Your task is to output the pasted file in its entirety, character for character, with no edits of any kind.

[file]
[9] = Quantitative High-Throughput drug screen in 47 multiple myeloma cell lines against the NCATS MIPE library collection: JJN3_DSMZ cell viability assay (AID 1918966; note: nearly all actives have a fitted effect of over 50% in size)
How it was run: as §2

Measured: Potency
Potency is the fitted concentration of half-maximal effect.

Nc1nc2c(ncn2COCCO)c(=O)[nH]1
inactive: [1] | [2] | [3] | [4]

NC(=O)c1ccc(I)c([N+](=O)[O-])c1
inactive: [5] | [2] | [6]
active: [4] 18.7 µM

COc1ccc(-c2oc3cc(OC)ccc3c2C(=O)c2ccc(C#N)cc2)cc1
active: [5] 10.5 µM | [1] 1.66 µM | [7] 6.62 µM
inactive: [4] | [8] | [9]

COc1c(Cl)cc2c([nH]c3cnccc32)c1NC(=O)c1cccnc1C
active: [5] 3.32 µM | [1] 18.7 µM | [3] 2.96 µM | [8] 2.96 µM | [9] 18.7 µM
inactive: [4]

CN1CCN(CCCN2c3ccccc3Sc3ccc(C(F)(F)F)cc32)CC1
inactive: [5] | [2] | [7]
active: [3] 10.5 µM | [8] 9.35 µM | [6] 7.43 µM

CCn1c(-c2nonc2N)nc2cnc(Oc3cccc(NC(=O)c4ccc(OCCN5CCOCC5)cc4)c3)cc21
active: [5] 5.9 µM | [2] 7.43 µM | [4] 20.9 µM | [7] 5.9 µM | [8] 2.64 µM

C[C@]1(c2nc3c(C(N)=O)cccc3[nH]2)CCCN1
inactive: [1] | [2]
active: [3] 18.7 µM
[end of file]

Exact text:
[9] = Quantitative High-Throughput drug screen in 47 multiple myeloma cell lines against the NCATS MIPE library collection: JJN3_DSMZ cell viability assay (AID 1918966; note: nearly all actives have a fitted effect of over 50% in size)
How it was run: as §2

Measured: Potency
Potency is the fitted concentration of half-maximal effect.

Nc1nc2c(ncn2COCCO)c(=O)[nH]1
inactive: [1] | [2] | [3] | [4]

NC(=O)c1ccc(I)c([N+](=O)[O-])c1
inactive: [5] | [2] | [6]
active: [4] 18.7 µM

COc1ccc(-c2oc3cc(OC)ccc3c2C(=O)c2ccc(C#N)cc2)cc1
active: [5] 10.5 µM | [1] 1.66 µM | [7] 6.62 µM
inactive: [4] | [8] | [9]

COc1c(Cl)cc2c([nH]c3cnccc32)c1NC(=O)c1cccnc1C
active: [5] 3.32 µM | [1] 18.7 µM | [3] 2.96 µM | [8] 2.96 µM | [9] 18.7 µM
inactive: [4]

CN1CCN(CCCN2c3ccccc3Sc3ccc(C(F)(F)F)cc32)CC1
inactive: [5] | [2] | [7]
active: [3] 10.5 µM | [8] 9.35 µM | [6] 7.43 µM

CCn1c(-c2nonc2N)nc2cnc(Oc3cccc(NC(=O)c4ccc(OCCN5CCOCC5)cc4)c3)cc21
active: [5] 5.9 µM | [2] 7.43 µM | [4] 20.9 µM | [7] 5.9 µM | [8] 2.64 µM

C[C@]1(c2nc3c(C(N)=O)cccc3[nH]2)CCCN1
inactive: [1] | [2]
active: [3] 18.7 µM